Ear infections happen all the time with young kids, but diagnosing the problem can be–well, a problem. When the ears are infected the eustachian tubes become inflamed and swollen. The adenoids can also become infected. The infections are usually painful.
Small children will probably have a difficult time articulating what they are feeling. So how can you tell if your child might be suffering from an ear infection?
Here are a few signs your child might exhibit you if he or she has an ear infection:
- Does she tug or pull at her ears?
- Does he cry more than usual?
- Do you see fluid draining out of her ears?
- Does he have trouble sleeping?
- Can she keep her balance?
- Does he have trouble hearing?
- Does she seem not to respond to quiet sounds?
A child with an ear infection may show you any of these signs. If you see any of them, call your Atlanta doctor.
If your child is prescribed medicine, be sure to give administer all of the medicine. Make sure it is given at the right times. If your doctor asks you to bring your child back for a recheck, do it on schedule. Your doctor wants to know if the ears are clear of fluid and if the infection has stopped. Write down and ask the doctor any questions you have before you leave his or her office.
To schedule an appointment with the Ear, Nose and Throat Institute, please call 770-406-6587 if you are in the Atlanta area, including East Cobb, and Buckhead.
What is that thing they put up my nose?
“That thing” is called a nasal endoscope, the procedure titled “nasal endoscopy”. Just think of it as our eyes to see what’s going on past the most anterior part of your nose. When you come in, we always start with a basic exam of your ears, nose, and throat. When we need more information, we use the endoscope. The endoscope has a camera lens with a fiberoptic light attached that slides into your nose and sometimes, all the way down to your vocal cords (otherwise known as a laryngoscopy). On occasion, we’ll try to empirically treat you without our “eyes”. That can work but is essentially what you’re doing when you go to your Primary Care Provider. We want to expedite your healing and diagnose you as quickly and accurately as possible. Our endoscope is a tool in our toolbox to do that, and a nasal endoscopy is needed to make you healthy!
So if for example, the reason for your visit is sinus pressure or drainage, we need to have eyes into your nasal passage to evaluate causes of your symptoms: Is it infectious? Is it inflammatory? Could it be related to allergies? Is there anatomic obstruction, masses, polyps? Sometimes, you will come in with ear fullness and we’ll use the endoscope to visualize the back of the nose/top of your throat (nasopharynx) where the Eustachian tube orifice lies. Many times this opening is blocked from drainage, obstruction, infection and causes your ears to pop, feel full, or even give way to ear infections. By using the endoscope, we can see directly to that site which helps us to narrow down the possibilities and remove the guesswork.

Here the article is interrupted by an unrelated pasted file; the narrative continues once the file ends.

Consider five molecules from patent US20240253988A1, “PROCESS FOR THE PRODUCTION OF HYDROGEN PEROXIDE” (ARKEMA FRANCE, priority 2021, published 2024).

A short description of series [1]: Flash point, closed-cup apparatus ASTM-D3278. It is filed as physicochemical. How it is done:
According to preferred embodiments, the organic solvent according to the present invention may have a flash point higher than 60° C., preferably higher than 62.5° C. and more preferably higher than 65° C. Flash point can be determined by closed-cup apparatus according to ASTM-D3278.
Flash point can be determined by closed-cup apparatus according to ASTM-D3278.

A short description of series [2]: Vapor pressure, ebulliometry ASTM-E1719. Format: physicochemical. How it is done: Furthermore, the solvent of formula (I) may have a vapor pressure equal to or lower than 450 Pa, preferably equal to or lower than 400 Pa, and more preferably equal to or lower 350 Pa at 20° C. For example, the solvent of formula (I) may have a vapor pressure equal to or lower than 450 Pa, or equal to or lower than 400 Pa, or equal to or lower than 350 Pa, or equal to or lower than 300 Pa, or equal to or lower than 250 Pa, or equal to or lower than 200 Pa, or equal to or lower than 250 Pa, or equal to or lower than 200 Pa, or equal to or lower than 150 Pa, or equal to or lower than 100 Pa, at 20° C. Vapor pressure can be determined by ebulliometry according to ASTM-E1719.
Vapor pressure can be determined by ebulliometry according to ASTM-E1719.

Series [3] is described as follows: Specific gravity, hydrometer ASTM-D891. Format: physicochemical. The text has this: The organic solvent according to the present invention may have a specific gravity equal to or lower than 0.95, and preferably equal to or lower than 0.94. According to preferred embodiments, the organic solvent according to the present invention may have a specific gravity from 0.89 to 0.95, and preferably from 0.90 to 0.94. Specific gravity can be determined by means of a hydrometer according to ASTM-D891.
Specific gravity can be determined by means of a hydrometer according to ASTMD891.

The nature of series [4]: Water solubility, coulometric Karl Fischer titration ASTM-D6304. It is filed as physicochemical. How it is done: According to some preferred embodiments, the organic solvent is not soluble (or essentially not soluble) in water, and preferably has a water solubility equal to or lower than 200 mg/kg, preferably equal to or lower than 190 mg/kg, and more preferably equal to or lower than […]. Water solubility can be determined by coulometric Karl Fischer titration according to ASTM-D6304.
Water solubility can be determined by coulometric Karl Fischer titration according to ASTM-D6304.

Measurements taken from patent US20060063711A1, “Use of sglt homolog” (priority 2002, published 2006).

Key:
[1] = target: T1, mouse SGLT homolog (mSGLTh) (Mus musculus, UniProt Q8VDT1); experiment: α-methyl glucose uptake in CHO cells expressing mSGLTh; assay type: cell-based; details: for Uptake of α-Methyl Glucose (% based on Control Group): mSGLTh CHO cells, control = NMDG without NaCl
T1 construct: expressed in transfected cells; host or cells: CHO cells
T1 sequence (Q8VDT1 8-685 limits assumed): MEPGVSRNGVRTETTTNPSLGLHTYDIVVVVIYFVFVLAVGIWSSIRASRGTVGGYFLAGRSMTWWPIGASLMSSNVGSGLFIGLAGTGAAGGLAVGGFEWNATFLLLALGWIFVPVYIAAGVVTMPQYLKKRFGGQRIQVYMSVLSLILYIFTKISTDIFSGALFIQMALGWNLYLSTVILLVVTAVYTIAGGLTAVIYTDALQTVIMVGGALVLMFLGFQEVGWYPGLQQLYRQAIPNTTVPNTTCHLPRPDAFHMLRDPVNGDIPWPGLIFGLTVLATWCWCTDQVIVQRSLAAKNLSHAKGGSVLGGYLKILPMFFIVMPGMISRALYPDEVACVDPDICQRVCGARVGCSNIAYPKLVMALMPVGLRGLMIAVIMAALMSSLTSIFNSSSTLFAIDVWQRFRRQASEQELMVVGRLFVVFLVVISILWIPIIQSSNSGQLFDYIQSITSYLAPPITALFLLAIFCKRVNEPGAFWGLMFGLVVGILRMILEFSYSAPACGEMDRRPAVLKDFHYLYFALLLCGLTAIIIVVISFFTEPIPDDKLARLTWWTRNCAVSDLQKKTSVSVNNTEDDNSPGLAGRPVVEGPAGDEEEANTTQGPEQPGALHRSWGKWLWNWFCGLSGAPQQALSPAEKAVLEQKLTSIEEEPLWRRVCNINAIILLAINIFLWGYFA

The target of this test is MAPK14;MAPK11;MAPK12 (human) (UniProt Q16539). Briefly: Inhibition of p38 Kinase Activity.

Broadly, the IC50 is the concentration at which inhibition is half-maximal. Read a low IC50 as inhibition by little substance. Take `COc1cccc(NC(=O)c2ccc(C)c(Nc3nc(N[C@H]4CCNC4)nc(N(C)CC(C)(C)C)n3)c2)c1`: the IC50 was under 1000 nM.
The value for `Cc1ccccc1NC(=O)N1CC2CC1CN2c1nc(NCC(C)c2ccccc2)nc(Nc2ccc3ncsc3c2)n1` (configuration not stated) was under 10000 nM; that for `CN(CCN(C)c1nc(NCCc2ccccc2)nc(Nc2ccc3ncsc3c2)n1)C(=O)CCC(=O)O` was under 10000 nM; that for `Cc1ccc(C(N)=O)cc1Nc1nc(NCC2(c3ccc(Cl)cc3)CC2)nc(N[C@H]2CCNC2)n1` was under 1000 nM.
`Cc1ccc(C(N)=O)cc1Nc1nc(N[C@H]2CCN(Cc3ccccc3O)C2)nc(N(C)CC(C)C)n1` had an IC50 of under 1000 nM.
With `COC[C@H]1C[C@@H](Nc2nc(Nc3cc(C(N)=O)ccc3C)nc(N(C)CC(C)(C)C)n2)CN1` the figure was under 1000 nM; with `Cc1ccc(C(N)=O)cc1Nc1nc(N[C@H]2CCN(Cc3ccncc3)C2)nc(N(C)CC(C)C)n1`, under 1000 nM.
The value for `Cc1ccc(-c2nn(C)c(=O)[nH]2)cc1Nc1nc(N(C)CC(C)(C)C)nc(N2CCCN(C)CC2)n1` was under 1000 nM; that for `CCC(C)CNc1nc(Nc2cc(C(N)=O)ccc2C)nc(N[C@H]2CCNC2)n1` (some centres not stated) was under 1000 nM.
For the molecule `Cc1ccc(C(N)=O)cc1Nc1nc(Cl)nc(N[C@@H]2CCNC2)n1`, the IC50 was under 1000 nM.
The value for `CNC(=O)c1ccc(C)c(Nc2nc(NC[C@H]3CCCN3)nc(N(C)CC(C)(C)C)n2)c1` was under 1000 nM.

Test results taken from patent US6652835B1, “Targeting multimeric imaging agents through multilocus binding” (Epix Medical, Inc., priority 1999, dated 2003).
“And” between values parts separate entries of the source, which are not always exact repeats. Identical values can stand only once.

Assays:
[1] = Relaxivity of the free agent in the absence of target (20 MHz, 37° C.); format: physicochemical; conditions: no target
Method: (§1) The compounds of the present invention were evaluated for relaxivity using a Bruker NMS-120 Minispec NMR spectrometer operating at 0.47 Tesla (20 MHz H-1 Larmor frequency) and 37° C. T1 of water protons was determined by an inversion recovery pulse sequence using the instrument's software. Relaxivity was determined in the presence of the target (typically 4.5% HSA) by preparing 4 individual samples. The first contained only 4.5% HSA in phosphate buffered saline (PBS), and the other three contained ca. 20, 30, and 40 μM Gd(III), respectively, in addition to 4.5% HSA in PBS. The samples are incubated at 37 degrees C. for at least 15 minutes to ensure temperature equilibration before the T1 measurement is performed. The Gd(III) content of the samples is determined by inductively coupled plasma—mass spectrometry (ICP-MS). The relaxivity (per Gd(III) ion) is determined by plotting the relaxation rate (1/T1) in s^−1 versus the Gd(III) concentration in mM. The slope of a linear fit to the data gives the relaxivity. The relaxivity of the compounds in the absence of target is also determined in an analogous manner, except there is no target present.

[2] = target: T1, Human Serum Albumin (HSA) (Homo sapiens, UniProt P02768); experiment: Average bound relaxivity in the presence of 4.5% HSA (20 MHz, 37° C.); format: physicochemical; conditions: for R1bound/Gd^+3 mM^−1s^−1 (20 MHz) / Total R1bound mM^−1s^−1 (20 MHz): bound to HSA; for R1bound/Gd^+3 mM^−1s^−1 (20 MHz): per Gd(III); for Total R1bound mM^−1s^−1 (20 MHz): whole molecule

You may notice a “surgical procedure” documented on your bill- that is your insurance company documenting our tools as a procedure.
To schedule an appointment with the Ear, Nose and Throat Institute, please call 770-406-6587.
Can an ENT doctor help me?
Most people ask this question regularly, because a good portion of the population is not quite sure what an ENT doctor is or what one can do. That is perfectly fine! ENT stands for ear, nose and throat, and ENT doctors are also referred to as otolaryngologists. While this might seem like a scary word, it makes perfect sense if you break down the Latin.
logy- The study of
(See! That wasn’t so bad.)
We will take the time to explore the more common reasons patients go see an ENT specialist, and we will also look into more obscure territories.
- The Ear: You would see an ENT doctor if you have hearing loss, hearing impairments (such as tinnitus), ear infections, and also hearing issues since birth. ENT doctors also remove excess earwax build-up, which is a dirty job but someone has got to do it.
- The Nose: The most common nose-related issues that ENT doctors are seen for are sinus related. Most people do not realize that ENT doctors are the sinus experts of the medical field, and they are most likely not getting the expert help they need from general practitioners. ENT doctors also perform cutting-edge procedures to cure sinus conditions; from sinus surgery to balloon sinuplasty, an ENT doctor can improve the lives of sinus sufferers. ENT practices also are known for treating allergy issues. The ENT Institute for instance has in-office allergy testing, and also has many options for allergy treatments that can be picked up right at the office.
- The Throat: Disorders that affect speech, singing, eating, swallowing, and digestion can also be investigated by an ENT doctor. While it might not be common knowledge, many famous singers have an ENT doctor on speed-dial to help them with their vocal issues when they arise. A more common reason for visiting an ENT doctor is when you are suffering from acid reflux or GERD.
- Some conditions of the head and neck: ENT doctors can also take care of diseases, tumors, and trauma of the head, neck, and face. Some ENT doctors are even trained to perform cosmetic and reconstructive surgery in these areas.
We hope this helps clear up what an ENT doctor actually does, and also shows that ENT doctors do not get the credit they deserve. Hopefully, next time you have to make a medical decision, you will know when seeing an ENT doctor is the right call.
Schedule an appointment at The ENT Institute